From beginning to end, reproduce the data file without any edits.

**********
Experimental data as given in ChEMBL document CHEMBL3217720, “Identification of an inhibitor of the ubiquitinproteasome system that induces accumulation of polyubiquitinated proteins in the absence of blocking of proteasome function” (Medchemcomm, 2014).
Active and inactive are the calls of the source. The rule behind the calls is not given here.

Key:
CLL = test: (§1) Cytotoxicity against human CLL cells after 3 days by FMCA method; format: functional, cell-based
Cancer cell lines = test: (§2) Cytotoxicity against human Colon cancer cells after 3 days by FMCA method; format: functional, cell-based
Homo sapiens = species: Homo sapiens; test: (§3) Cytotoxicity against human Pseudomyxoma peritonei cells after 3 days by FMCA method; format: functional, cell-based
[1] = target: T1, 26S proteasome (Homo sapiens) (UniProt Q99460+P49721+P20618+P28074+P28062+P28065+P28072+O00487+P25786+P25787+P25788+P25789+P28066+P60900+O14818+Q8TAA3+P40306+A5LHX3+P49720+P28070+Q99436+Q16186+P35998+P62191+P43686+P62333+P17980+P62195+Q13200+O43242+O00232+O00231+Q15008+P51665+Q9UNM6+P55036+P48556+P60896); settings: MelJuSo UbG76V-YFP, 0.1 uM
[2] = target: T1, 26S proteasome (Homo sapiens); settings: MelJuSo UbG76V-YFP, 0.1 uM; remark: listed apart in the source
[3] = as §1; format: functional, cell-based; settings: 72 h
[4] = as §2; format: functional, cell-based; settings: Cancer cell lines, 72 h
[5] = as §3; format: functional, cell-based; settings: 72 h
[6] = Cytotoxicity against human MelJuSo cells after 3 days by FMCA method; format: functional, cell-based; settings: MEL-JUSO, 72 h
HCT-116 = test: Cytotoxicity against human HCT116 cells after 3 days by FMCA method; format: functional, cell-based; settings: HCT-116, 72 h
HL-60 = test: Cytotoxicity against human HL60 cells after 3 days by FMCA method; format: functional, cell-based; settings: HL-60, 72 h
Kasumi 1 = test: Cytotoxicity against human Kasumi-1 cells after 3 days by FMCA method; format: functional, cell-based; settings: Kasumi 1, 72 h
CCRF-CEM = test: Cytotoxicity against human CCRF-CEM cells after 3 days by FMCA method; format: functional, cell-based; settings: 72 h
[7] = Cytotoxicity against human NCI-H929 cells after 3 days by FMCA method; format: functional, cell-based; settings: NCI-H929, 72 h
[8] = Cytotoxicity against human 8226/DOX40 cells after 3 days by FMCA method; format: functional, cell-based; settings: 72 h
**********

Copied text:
Experimental data as given in ChEMBL document CHEMBL3217720, “Identification of an inhibitor of the ubiquitinproteasome system that induces accumulation of polyubiquitinated proteins in the absence of blocking of proteasome function” (Medchemcomm, 2014).
Active and inactive are the calls of the source. The rule behind the calls is not given here.

Key:
CLL = test: (§1) Cytotoxicity against human CLL cells after 3 days by FMCA method; format: functional, cell-based
Cancer cell lines = test: (§2) Cytotoxicity against human Colon cancer cells after 3 days by FMCA method; format: functional, cell-based
Homo sapiens = species: Homo sapiens; test: (§3) Cytotoxicity against human Pseudomyxoma peritonei cells after 3 days by FMCA method; format: functional, cell-based
[1] = target: T1, 26S proteasome (Homo sapiens) (UniProt Q99460+P49721+P20618+P28074+P28062+P28065+P28072+O00487+P25786+P25787+P25788+P25789+P28066+P60900+O14818+Q8TAA3+P40306+A5LHX3+P49720+P28070+Q99436+Q16186+P35998+P62191+P43686+P62333+P17980+P62195+Q13200+O43242+O00232+O00231+Q15008+P51665+Q9UNM6+P55036+P48556+P60896); settings: MelJuSo UbG76V-YFP, 0.1 uM
[2] = target: T1, 26S proteasome (Homo sapiens); settings: MelJuSo UbG76V-YFP, 0.1 uM; remark: listed apart in the source
[3] = as §1; format: functional, cell-based; settings: 72 h
[4] = as §2; format: functional, cell-based; settings: Cancer cell lines, 72 h
[5] = as §3; format: functional, cell-based; settings: 72 h
[6] = Cytotoxicity against human MelJuSo cells after 3 days by FMCA method; format: functional, cell-based; settings: MEL-JUSO, 72 h
HCT-116 = test: Cytotoxicity against human HCT116 cells after 3 days by FMCA method; format: functional, cell-based; settings: HCT-116, 72 h
HL-60 = test: Cytotoxicity against human HL60 cells after 3 days by FMCA method; format: functional, cell-based; settings: HL-60, 72 h
Kasumi 1 = test: Cytotoxicity against human Kasumi-1 cells after 3 days by FMCA method; format: functional, cell-based; settings: Kasumi 1, 72 h
CCRF-CEM = test: Cytotoxicity against human CCRF-CEM cells after 3 days by FMCA method; format: functional, cell-based; settings: 72 h
[7] = Cytotoxicity against human NCI-H929 cells after 3 days by FMCA method; format: functional, cell-based; settings: NCI-H929, 72 h
[8] = Cytotoxicity against human 8226/DOX40 cells after 3 days by FMCA method; format: functional, cell-based; settings: 72 h